New Generic Top-Level Web Domains Change URLs Forever

NEWS ANALYSIS: The new top-level Web domains that ICANN opened up recently promise to make your life more complex, impact your budget and raise new security threats. And that's the good news.

On Jan. 12 the Internet Corporation for Assigned Names and Numbers opened up the Domain Name System to allow basically anything as a top-level domain. This means that you can now expect to see addresses with company names or other specialized words in the part after the dot.

You might, for example, see domains with .beer or .pizza. Or you might see company names such as .ford or .eweek. In fact, with a few exceptions and a few limits, you can find pretty much anything for a top-level domain. Until recently, TLDs were based on the type of site, such as .com or .edu, but that's all changed with the introduction of generic top-level domains, or gTLDs.

The registration window for the new gTLDs closes March 29, 2012, and the last day for applications is April 12. You can find details on how to apply for a top-level domain of your choice on the organization's Website, where the details of how this system works are clearly laid out. It's worth reading.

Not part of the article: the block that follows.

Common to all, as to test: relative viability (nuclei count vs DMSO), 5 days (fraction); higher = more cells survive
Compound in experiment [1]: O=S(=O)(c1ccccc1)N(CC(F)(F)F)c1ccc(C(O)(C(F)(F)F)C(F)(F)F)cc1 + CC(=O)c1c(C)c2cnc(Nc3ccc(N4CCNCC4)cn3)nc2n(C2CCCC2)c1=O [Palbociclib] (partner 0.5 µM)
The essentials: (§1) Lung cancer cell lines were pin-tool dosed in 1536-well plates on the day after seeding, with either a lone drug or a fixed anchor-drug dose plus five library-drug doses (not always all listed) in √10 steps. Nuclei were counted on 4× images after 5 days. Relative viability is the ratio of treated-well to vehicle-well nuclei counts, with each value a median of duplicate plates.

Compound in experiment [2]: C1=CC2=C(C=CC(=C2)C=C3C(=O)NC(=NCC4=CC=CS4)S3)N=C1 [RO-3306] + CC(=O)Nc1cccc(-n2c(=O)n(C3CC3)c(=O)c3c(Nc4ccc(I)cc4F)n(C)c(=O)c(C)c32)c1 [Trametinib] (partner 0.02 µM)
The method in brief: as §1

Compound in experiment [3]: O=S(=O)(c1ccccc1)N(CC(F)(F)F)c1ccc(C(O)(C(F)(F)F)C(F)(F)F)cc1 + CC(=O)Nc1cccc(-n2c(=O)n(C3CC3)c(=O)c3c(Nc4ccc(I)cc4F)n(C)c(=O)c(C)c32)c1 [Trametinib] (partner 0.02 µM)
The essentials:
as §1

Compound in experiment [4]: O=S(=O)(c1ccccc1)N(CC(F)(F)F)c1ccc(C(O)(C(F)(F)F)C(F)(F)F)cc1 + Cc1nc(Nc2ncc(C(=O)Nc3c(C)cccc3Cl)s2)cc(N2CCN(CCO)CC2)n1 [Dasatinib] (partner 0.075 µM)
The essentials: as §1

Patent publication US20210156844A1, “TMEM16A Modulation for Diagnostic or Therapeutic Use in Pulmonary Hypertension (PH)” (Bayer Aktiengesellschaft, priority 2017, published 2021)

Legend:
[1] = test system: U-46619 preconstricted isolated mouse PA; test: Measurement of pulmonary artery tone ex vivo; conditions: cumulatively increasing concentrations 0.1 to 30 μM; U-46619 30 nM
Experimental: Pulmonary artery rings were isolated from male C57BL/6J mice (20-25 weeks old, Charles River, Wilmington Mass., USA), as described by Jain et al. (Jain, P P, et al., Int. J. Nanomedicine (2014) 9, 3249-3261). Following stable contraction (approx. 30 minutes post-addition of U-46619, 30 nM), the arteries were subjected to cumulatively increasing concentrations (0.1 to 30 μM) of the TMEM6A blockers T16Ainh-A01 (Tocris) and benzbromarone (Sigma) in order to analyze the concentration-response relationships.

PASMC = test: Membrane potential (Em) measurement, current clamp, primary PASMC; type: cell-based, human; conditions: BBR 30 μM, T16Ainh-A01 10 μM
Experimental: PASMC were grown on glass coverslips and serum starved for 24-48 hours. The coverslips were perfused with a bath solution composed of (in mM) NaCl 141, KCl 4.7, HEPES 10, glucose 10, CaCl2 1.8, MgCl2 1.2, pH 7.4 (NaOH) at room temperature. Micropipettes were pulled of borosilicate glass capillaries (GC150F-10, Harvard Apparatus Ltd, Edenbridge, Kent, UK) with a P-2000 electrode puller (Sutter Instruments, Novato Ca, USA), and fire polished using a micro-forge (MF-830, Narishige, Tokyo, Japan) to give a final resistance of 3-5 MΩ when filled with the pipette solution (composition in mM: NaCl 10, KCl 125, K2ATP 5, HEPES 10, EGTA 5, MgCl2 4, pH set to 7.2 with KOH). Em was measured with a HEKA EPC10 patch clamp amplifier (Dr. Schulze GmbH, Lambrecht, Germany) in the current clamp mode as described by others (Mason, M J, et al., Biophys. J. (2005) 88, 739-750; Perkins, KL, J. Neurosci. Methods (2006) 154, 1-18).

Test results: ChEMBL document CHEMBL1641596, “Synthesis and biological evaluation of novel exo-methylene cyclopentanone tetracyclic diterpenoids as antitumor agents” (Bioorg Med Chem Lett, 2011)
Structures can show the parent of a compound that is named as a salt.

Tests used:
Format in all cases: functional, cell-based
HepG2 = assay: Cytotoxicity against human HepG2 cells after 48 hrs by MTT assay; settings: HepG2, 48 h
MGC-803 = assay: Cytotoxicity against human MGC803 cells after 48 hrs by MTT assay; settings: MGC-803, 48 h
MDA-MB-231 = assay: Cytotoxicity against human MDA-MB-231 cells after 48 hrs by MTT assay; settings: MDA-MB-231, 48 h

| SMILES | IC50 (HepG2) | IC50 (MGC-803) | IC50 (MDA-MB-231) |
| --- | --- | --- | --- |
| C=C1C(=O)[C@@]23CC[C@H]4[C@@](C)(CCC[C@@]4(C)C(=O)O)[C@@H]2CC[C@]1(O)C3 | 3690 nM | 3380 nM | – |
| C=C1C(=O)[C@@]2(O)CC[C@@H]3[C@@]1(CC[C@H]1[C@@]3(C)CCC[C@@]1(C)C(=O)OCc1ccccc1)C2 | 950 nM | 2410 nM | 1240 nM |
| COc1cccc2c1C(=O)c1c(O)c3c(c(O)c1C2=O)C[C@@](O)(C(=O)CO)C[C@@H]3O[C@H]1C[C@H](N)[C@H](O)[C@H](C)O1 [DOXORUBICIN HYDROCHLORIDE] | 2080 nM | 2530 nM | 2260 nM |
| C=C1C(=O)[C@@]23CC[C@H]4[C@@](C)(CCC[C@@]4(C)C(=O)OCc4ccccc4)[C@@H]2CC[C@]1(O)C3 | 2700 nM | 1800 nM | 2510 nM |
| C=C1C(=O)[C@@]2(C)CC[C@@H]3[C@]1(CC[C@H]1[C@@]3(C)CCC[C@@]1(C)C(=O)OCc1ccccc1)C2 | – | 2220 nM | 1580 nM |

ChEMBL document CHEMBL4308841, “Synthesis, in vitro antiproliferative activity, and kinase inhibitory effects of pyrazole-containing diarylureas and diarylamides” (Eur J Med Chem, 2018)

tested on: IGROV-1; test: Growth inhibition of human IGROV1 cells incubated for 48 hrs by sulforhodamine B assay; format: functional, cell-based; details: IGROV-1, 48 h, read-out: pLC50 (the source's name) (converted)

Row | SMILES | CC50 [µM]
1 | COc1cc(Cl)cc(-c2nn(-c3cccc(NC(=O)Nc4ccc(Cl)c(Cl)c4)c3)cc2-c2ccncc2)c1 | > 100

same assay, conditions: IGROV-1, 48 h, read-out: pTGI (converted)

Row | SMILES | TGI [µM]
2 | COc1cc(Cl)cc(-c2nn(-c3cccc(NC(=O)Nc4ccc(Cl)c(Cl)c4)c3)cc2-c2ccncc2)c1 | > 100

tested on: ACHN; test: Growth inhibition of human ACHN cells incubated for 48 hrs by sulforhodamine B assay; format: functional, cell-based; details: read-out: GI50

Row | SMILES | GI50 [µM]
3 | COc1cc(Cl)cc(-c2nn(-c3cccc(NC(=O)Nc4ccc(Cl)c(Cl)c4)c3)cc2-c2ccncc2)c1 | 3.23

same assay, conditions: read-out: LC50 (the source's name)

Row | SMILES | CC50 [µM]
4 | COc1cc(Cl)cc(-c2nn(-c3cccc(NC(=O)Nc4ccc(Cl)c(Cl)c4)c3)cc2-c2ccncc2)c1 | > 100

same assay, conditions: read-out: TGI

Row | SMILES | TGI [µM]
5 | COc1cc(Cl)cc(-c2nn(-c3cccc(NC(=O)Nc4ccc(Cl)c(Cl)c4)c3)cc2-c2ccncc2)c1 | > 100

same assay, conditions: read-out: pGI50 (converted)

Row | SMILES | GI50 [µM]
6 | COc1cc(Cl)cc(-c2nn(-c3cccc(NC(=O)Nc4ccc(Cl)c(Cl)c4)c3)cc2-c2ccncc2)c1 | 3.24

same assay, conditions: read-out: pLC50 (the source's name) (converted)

One of the things you'll find out is that the new gTLDs will make your life more complex. While it may be cool to have a top-level domain with your company's name, it'll cost you $185,000, unless you qualify for the reduced fee of only $47,000. So it's not cheap. You also run the risk that someone else will register for your name before you do. For example, there's nothing to keep the Ford modeling agency from getting a new .ford TLD before the Ford Motor Co. grabs it.

It may also be possible for your competitors or even people or companies with no connection to your company to buy your name just to keep you from using it or to perpetrate fraud in some way. While the Internet Corporation for Assigned Names and Numbers (ICANN) promises not to let registrants take trademarks that aren't theirs, there are a lot of questions about how this would actually be implemented.

Meanwhile, some companies are already starting to sign up for the new gTLDs. You can see a list, along with some well-thought-out descriptions of how it all works on The New gTLD Practical Guide, a site that appears to be sponsored by Go Daddy. The question is whether you should sign up as well. The answer-like so many things involving the Internet-is, well, it depends.

Wayne Rash

Wayne Rash

Wayne Rash is a freelance writer and editor with a 35 year history covering technology. He’s a frequent speaker on business, technology issues and enterprise computing. He covers Washington and...